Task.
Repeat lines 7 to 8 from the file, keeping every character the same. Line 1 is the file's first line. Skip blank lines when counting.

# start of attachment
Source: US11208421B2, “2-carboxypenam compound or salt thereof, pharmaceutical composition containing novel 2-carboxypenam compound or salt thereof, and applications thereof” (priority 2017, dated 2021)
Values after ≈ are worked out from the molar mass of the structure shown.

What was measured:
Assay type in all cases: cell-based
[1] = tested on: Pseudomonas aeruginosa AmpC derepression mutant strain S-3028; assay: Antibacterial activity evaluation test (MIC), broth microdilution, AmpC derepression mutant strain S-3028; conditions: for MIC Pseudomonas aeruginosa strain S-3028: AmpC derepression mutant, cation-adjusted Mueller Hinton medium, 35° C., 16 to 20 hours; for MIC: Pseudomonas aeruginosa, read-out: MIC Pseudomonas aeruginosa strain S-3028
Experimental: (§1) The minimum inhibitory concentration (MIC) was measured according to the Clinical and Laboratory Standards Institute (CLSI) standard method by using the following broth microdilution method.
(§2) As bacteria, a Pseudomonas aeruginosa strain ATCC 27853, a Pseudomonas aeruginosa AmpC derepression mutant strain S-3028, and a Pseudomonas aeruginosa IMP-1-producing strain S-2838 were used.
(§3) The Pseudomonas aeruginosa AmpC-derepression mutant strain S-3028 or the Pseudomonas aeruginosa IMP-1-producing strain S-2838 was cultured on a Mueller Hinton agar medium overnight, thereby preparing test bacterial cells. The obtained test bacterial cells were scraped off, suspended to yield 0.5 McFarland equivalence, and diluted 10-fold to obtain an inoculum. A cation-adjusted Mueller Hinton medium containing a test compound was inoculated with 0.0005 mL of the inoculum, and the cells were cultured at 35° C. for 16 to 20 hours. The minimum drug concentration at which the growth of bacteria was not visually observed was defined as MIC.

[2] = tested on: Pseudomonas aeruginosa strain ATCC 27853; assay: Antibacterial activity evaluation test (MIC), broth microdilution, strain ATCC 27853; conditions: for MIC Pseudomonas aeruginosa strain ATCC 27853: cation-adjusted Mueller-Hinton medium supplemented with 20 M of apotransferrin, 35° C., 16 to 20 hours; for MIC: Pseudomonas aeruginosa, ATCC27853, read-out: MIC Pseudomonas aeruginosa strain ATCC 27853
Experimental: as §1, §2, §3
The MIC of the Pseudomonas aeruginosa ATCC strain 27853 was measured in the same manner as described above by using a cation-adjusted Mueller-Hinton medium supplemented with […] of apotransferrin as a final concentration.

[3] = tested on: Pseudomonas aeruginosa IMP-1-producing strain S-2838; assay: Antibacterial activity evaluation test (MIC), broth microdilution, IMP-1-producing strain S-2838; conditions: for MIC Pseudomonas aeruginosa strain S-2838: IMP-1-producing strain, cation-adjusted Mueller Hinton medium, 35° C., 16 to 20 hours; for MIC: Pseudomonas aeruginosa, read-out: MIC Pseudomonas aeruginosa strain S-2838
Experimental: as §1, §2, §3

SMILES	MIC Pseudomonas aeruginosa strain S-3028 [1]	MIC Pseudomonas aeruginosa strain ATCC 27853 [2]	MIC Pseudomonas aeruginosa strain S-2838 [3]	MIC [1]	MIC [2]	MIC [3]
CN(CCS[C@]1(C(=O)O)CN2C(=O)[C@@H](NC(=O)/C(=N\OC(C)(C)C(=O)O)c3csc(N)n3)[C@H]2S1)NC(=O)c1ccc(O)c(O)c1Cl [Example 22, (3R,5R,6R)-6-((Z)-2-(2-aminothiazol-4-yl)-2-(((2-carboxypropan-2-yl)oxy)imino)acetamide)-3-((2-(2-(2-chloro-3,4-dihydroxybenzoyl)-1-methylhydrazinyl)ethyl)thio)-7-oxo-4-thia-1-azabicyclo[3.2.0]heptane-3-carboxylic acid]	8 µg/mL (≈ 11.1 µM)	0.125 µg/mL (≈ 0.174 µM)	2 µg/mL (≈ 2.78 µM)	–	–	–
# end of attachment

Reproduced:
(§2) As bacteria, a Pseudomonas aeruginosa strain ATCC 27853, a Pseudomonas aeruginosa AmpC derepression mutant strain S-3028, and a Pseudomonas aeruginosa IMP-1-producing strain S-2838 were used.
(§3) The Pseudomonas aeruginosa AmpC-derepression mutant strain S-3028 or the Pseudomonas aeruginosa IMP-1-producing strain S-2838 was cultured on a Mueller Hinton agar medium overnight, thereby preparing test bacterial cells. The obtained test bacterial cells were scraped off, suspended to yield 0.5 McFarland equivalence, and diluted 10-fold to obtain an inoculum. A cation-adjusted Mueller Hinton medium containing a test compound was inoculated with 0.0005 mL of the inoculum, and the cells were cultured at 35° C. for 16 to 20 hours. The minimum drug concentration at which the growth of bacteria was not visually observed was defined as MIC.